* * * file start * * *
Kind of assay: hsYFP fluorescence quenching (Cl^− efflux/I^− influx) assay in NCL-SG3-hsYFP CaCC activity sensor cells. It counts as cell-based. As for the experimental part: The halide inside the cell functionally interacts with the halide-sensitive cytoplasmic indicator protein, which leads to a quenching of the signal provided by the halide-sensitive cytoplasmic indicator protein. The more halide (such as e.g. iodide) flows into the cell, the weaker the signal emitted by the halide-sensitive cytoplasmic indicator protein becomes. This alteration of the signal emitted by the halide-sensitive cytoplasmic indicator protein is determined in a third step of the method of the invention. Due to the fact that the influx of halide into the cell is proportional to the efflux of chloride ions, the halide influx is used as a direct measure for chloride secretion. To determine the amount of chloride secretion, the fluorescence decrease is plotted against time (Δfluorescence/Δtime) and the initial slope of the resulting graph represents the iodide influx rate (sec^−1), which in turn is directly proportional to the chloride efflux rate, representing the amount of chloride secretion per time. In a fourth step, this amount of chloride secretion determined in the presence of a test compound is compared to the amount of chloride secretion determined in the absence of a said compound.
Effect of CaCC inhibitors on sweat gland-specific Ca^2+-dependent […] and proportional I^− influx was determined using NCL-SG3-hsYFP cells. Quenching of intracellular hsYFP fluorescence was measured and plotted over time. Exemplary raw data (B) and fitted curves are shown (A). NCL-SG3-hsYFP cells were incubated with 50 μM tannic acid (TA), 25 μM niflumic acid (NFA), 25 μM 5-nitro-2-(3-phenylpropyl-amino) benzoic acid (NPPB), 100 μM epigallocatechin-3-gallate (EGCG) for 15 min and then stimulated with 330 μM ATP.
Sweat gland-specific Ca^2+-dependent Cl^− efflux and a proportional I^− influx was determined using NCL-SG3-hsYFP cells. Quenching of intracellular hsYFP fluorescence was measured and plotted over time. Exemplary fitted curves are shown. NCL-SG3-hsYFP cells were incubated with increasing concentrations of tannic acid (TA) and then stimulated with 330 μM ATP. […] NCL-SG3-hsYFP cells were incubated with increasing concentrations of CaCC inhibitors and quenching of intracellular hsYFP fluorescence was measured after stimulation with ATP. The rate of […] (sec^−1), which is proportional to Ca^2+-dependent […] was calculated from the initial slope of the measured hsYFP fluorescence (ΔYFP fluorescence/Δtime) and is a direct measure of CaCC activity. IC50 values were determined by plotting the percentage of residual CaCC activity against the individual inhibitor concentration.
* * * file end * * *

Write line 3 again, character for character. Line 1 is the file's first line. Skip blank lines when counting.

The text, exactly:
Sweat gland-specific Ca^2+-dependent Cl^− efflux and a proportional I^− influx was determined using NCL-SG3-hsYFP cells. Quenching of intracellular hsYFP fluorescence was measured and plotted over time. Exemplary fitted curves are shown. NCL-SG3-hsYFP cells were incubated with increasing concentrations of tannic acid (TA) and then stimulated with 330 μM ATP. […] NCL-SG3-hsYFP cells were incubated with increasing concentrations of CaCC inhibitors and quenching of intracellular hsYFP fluorescence was measured after stimulation with ATP. The rate of […] (sec^−1), which is proportional to Ca^2+-dependent […] was calculated from the initial slope of the measured hsYFP fluorescence (ΔYFP fluorescence/Δtime) and is a direct measure of CaCC activity. IC50 values were determined by plotting the percentage of residual CaCC activity against the individual inhibitor concentration.